Treating Itchy Dog Ears at Home
Though you cannot really prevent things like aural masses or ear injuries, there are a few things you can do to help keep your dog’s ears clean and free of infection or allergens. Checking your dog’s ears is something you should do at least once a week to make sure everything inside looks healthy, clean, and slightly pink. There should be no funky odors or weird discharge.
Along with checking your dog’s ears, you should clean them, especially if your dog is particularly prone to ear infections. At the minimum you should clean your dog’s ears at least once every few weeks. Talk to your vet though, because your dog may require more frequent cleanings depending on his history.
It is also important to keep your dog’s ears properly groomed, especially if he is a long-haired breed. Hairs can grow or get stuck in the ear canal and create problems for your dog, especially if moisture gets trapped inside as well. Once moisture gets in, the hairs found there can become a breeding ground for yeast and bacteria. Also, while these methods are helpful for maintaining the health of your dog’s ears, you should always consult with a vet if you think there is anything seriously wrong or your dog is itching more than normal.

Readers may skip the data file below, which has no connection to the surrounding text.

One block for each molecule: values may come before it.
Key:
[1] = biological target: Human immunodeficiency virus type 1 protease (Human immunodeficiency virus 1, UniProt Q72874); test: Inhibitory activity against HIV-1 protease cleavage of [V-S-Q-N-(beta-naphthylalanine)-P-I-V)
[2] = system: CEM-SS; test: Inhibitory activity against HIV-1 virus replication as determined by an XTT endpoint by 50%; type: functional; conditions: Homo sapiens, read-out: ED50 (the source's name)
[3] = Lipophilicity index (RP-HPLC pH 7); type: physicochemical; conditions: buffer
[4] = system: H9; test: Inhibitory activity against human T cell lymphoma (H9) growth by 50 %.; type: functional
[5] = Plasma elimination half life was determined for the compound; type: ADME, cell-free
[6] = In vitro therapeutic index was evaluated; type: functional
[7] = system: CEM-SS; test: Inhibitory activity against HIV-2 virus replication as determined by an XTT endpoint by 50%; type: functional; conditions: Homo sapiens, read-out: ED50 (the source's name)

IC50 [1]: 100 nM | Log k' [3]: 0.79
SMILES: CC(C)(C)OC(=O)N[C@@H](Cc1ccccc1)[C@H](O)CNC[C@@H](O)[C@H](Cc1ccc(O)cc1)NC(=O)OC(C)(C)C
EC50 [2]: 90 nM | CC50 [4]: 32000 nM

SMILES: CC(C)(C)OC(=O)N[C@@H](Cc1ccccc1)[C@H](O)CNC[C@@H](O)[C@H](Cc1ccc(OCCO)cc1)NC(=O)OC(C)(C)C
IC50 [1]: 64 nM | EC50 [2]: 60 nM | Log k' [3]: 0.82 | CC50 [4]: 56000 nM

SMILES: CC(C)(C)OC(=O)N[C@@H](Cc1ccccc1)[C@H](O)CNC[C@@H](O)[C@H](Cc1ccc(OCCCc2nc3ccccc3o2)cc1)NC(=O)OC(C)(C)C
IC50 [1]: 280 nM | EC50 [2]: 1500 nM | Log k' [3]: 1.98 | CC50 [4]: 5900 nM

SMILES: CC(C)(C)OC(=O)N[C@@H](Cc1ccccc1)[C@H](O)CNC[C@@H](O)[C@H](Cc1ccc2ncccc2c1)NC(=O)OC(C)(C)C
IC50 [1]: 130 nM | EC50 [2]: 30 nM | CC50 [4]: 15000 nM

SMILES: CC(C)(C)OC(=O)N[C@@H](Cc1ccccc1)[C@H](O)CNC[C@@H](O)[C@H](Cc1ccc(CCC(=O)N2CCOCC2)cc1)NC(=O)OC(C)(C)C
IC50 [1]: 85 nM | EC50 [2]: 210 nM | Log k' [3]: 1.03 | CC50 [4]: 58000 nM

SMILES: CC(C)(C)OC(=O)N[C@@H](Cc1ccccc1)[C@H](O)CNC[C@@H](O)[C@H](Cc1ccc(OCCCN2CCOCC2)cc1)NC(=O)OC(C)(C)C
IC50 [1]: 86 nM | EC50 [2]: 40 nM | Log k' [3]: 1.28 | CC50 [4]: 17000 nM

Treating Itchy Dog Ears at the Vet
If you find your home ministrations aren’t working and you need to take your dog to the vet, make sure you give them a thorough medical health history for your dog. They will want to know when the itching began, what has changed since you first noticed the itching, and any other symptoms your dog may be showing. You never know what might be related to his itching.